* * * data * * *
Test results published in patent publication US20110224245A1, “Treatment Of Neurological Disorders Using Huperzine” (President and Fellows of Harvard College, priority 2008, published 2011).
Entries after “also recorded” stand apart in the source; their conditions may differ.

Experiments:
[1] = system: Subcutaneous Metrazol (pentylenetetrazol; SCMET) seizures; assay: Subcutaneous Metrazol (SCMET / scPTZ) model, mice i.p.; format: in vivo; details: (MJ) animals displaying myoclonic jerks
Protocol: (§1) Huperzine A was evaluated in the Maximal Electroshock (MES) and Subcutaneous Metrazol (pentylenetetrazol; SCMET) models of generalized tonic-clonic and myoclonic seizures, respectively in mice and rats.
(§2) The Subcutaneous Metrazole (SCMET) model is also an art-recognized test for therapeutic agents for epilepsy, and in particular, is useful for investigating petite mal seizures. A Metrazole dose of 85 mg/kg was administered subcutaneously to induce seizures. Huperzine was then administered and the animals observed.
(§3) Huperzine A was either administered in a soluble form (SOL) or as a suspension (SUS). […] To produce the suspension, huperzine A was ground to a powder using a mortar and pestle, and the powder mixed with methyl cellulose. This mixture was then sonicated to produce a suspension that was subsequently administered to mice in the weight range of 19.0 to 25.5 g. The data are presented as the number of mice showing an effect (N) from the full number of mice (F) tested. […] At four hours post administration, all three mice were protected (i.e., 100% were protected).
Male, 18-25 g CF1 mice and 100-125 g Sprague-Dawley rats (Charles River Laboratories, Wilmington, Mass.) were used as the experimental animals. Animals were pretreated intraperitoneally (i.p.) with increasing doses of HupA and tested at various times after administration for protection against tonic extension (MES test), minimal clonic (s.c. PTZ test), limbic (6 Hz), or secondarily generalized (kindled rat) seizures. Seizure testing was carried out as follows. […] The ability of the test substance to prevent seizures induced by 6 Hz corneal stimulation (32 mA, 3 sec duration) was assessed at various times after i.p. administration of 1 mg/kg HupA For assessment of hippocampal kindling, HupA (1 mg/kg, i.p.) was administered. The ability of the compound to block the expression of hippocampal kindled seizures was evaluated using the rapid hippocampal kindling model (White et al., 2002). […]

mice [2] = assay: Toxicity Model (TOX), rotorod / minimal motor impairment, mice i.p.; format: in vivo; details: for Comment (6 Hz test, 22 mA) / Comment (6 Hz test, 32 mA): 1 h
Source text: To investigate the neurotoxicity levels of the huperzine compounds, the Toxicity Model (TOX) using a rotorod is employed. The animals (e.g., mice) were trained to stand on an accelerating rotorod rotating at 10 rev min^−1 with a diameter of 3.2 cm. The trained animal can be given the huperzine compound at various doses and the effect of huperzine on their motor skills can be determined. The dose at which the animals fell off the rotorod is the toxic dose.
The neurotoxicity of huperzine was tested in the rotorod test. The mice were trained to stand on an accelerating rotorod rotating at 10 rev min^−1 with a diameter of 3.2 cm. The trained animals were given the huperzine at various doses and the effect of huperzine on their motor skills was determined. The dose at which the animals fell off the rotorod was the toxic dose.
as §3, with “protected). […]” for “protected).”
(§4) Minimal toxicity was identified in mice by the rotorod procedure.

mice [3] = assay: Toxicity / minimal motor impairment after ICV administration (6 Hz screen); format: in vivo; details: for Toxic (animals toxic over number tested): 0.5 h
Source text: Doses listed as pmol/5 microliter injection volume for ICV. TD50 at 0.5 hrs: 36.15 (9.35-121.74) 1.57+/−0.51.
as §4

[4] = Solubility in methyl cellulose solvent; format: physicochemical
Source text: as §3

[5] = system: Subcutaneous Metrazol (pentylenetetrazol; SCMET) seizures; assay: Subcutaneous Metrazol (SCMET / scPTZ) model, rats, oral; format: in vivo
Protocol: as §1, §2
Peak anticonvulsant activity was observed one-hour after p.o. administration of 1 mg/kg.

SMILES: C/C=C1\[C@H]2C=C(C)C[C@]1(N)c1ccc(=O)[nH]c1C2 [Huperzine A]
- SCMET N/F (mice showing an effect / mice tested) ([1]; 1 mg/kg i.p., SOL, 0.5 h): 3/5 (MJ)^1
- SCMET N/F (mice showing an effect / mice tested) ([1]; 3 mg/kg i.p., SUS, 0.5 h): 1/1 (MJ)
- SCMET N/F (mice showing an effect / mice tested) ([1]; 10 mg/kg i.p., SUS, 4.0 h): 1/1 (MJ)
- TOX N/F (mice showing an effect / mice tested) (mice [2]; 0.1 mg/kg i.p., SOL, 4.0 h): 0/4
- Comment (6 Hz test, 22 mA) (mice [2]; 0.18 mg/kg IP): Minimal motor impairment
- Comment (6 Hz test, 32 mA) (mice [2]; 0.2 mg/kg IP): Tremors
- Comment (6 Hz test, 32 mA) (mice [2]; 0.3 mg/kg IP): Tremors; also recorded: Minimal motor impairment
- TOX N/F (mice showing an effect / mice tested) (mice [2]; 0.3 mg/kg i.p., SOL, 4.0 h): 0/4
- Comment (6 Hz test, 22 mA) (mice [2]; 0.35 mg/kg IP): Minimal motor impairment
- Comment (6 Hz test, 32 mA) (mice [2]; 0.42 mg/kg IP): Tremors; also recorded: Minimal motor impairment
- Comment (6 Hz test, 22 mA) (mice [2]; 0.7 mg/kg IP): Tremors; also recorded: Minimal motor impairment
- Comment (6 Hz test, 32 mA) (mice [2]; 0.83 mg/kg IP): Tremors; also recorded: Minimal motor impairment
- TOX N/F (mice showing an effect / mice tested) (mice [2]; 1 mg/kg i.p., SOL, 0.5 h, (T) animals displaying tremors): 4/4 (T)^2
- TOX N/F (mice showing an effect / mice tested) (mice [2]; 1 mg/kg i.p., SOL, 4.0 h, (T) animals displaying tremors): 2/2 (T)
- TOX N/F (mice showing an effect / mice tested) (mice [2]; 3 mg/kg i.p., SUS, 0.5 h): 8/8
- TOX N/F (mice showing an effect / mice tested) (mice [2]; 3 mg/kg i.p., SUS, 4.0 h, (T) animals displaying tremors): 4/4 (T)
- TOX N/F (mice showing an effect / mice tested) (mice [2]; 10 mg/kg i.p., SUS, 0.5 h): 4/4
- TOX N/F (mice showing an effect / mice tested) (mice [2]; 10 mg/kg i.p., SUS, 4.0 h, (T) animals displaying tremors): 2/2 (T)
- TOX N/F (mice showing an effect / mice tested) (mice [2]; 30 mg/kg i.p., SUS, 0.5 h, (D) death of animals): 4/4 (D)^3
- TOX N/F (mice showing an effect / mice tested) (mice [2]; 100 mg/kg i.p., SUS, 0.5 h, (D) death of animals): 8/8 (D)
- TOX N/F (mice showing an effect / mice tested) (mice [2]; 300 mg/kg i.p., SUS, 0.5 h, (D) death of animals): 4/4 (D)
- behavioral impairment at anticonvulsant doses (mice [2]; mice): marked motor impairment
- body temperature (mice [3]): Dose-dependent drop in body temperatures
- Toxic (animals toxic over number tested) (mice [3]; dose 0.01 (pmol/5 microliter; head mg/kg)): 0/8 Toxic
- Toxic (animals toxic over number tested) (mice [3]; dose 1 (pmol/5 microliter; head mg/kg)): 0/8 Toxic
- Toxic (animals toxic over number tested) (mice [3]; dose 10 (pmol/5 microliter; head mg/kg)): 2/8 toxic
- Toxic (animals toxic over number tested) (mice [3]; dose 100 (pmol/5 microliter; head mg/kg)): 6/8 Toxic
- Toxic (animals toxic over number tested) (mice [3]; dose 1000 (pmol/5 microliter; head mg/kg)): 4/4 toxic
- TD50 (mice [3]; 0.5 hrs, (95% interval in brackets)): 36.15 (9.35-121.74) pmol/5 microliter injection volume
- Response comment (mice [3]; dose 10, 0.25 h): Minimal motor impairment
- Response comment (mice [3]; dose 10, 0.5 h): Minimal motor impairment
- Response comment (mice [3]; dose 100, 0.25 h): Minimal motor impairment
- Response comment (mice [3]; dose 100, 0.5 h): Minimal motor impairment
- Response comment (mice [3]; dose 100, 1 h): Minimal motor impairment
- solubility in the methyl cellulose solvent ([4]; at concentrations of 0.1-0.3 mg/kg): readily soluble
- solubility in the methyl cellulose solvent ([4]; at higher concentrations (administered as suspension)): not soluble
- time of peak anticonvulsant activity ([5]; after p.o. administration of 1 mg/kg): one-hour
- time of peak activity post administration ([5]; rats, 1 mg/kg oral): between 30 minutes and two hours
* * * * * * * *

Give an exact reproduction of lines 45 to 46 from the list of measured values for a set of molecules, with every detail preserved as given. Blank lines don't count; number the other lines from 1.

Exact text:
- body temperature (mice [3]): Dose-dependent drop in body temperatures
- Toxic (animals toxic over number tested) (mice [3]; dose 0.01 (pmol/5 microliter; head mg/kg)): 0/8 Toxic